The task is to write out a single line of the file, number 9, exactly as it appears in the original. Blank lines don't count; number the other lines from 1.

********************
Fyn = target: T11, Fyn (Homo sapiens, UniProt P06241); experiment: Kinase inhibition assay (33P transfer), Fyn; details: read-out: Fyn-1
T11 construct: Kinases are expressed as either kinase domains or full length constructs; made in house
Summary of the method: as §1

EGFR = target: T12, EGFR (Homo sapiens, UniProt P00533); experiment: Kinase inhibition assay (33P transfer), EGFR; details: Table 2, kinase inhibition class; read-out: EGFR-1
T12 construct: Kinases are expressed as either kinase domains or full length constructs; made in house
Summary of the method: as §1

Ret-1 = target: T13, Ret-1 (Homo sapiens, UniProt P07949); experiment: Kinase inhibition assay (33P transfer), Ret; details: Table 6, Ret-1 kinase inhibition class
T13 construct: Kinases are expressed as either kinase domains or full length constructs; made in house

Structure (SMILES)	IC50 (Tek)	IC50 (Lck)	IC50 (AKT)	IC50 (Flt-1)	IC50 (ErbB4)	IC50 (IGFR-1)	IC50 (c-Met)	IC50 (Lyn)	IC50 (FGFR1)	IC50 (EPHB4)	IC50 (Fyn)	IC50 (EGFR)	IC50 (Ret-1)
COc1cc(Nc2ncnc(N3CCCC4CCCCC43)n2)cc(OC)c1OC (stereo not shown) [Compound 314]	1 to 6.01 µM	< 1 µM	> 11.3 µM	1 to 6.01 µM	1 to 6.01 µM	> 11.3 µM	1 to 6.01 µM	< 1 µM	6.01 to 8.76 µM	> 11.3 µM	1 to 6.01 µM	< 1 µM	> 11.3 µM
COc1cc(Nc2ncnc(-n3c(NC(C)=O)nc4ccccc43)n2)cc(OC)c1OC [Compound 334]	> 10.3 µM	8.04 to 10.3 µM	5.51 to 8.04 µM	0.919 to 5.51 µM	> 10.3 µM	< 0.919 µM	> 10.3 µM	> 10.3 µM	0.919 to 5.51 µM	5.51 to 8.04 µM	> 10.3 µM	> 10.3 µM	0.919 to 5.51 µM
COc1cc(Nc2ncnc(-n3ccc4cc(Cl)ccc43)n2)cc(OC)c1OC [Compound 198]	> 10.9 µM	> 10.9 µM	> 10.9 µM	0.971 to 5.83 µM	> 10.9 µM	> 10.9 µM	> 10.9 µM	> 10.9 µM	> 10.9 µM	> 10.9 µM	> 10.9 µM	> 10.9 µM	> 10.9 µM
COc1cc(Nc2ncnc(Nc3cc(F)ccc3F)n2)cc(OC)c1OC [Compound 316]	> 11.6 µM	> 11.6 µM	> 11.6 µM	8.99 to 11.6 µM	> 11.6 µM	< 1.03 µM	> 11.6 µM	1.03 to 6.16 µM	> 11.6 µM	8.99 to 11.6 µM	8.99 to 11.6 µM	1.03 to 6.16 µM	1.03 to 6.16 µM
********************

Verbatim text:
Structure (SMILES)	IC50 (Tek)	IC50 (Lck)	IC50 (AKT)	IC50 (Flt-1)	IC50 (ErbB4)	IC50 (IGFR-1)	IC50 (c-Met)	IC50 (Lyn)	IC50 (FGFR1)	IC50 (EPHB4)	IC50 (Fyn)	IC50 (EGFR)	IC50 (Ret-1)